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Project H Design

Project H Design
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An experiment in community.... - The World Cafe Community An interesting experiment has been taking place in Melbourne, Australia around the creation of generative spaces for strengthening neighbourhoods and tackling challenging issues. The experiment was started, perhaps rather unexpectedly, by a church but most decidedly it was not an attempt to try draw people “into the institution.” Instead it asked how might we create more neighbourhood spaces for authentic engagement, person to person? Something must have worked in this conversation. The one international participant at the event was Dave Cooper from Shalom Makers in the US, an organisation that searching for useful connections between community, organisational and spiritual development. Adrian Pyle began the process of preparing for this event with a paper exploring the resonance between spiritual, community and organisational development, and how has observed that techniques of profound change seem to represent the “U” shaped wisdom.

Studio H A "design/build" public school curriculum that sparks community development through real-world, built projects Studio H is an in-school design/build class for 8th-11th grade students. First launched in Bertie County, NC and now based at Realm Charter School in Berkeley, CA, Studio H students apply their core subject learning to design and build audacious and socially transformative projects. Students of Studio H have previously dreamed up, designed, and constructed a 2000-square-foot farmers market pavilion, a pop-up park, laser-etched skateboards, sculptural concrete public furniture, roadside farmstands, and more. Designing Emotions for Games and Narratives The seminar took place on 25 and 26 February and was organised by PhD student Eva Knutz and Associate Professor Thomas Markussen, both affiliated with the Department of Communication Design at Kolding School of Design. The seminar took its point of departure in a specific design "case", namely that of designing a game for inmates and their child/children; a game to be played during the weekly visiting hours. The idea was to investigate how to verbalise difficult subjects and emotions such as imprisonment and separation through play. The day was divided into two sessions; a seminar part focusing on providing input to design students about prison life, emotion driven design, game design, fiction and narration. The seminar was followed by a game workshop giving the students "hands-on" experience with game design directed at a specific audience. Five talks The seminar was kicked-off by Lars Thuesen and Maria Kjærgaard from The Danish Prison Service.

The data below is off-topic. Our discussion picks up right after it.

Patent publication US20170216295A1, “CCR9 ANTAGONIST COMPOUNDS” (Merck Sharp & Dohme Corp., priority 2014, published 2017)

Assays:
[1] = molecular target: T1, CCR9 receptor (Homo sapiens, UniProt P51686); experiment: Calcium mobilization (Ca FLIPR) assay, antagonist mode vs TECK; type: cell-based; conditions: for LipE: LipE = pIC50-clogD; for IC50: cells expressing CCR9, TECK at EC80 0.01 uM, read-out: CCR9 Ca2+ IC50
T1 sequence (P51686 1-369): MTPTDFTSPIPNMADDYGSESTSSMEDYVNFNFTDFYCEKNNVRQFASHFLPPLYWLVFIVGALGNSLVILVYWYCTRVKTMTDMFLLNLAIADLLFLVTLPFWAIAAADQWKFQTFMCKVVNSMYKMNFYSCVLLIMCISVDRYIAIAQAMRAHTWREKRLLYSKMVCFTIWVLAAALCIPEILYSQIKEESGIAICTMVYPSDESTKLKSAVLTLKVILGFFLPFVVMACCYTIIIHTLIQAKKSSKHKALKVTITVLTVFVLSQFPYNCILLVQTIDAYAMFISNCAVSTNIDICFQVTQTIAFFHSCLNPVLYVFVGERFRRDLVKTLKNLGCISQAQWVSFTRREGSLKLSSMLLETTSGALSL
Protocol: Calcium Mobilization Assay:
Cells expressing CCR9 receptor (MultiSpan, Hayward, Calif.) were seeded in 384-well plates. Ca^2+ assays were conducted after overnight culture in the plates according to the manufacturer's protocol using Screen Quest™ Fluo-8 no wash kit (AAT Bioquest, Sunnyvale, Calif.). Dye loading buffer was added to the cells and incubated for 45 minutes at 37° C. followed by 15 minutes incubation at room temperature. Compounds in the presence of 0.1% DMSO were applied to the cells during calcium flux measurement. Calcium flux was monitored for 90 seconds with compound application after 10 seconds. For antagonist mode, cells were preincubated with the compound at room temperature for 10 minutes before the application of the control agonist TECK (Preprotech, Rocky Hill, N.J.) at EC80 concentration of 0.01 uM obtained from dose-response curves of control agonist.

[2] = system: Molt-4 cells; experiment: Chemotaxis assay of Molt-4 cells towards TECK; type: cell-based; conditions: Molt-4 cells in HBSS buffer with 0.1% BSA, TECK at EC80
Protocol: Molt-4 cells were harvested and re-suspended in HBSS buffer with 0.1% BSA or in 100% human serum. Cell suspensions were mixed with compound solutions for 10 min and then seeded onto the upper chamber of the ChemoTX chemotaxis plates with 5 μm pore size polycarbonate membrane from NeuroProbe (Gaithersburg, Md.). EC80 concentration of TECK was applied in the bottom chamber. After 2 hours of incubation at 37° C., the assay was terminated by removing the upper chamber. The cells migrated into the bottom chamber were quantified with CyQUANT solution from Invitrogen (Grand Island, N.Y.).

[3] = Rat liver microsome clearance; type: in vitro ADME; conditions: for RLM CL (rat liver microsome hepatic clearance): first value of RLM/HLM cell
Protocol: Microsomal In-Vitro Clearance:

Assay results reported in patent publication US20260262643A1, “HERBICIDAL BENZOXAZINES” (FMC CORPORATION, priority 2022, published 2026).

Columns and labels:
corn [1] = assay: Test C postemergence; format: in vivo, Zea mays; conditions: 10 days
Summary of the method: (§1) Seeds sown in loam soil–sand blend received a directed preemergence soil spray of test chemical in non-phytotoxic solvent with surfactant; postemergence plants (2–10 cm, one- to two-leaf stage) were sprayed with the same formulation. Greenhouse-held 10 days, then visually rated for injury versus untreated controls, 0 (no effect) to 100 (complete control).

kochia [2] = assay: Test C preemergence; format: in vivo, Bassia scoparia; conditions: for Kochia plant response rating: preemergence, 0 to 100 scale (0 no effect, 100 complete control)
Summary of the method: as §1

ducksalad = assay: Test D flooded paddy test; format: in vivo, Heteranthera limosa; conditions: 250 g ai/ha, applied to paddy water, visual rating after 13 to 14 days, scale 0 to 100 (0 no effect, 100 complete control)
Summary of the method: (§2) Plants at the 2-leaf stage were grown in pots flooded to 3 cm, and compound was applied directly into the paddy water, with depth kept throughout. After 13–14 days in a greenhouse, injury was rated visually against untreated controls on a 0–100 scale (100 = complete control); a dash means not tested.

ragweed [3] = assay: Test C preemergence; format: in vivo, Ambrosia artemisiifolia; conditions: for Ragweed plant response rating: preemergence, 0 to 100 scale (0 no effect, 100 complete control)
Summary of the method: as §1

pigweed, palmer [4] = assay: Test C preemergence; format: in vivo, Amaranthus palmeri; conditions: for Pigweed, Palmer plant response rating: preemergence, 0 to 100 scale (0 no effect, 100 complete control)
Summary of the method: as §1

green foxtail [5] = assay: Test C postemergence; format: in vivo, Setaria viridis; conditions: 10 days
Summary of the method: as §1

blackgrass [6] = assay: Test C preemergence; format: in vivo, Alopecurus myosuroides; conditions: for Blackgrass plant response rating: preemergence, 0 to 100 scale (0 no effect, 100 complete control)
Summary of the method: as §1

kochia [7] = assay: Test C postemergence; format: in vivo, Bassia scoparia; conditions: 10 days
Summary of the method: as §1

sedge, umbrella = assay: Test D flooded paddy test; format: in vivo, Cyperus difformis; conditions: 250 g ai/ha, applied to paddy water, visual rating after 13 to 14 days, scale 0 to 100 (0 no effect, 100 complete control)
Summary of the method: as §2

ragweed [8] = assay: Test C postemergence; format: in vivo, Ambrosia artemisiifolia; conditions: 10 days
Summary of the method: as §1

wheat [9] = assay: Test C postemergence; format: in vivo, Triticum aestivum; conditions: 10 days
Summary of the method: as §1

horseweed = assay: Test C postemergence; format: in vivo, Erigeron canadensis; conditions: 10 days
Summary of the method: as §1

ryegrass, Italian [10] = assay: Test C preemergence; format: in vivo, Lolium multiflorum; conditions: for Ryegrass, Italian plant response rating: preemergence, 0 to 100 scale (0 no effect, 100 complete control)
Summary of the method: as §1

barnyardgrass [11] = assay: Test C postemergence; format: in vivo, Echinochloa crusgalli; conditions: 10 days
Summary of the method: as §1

Architecture for Humanity Get Local By Emily Pilloton Eleventh-grader Kerron looked up from his drafting table in the high-school shop class I teach in North Carolina. “I think I did it,” he said. I came around the desk and looked down at his first attempt at drafting four elevations of a stack of blocks that we had arranged. “Is it good?” “These are gorgeous,” I told him. He seemed surprised at my statement because he’s shy and sixteen with eyes as big as quarters. “I want to be an engineer,” he said. Small moments like these—where design plus education equals impact— have become daily occurrences for me. We’ve also found ourselves intimately involved in the growing debate within the design community surrounding local design efforts and whether they can or should be scaled, and what exactly the word “scalability” means these days for the profession. In February 2009, I received an email at my office in San Francisco from a superintendent from eastern North Carolina named Dr. “I don’t like these blocks,” she told me.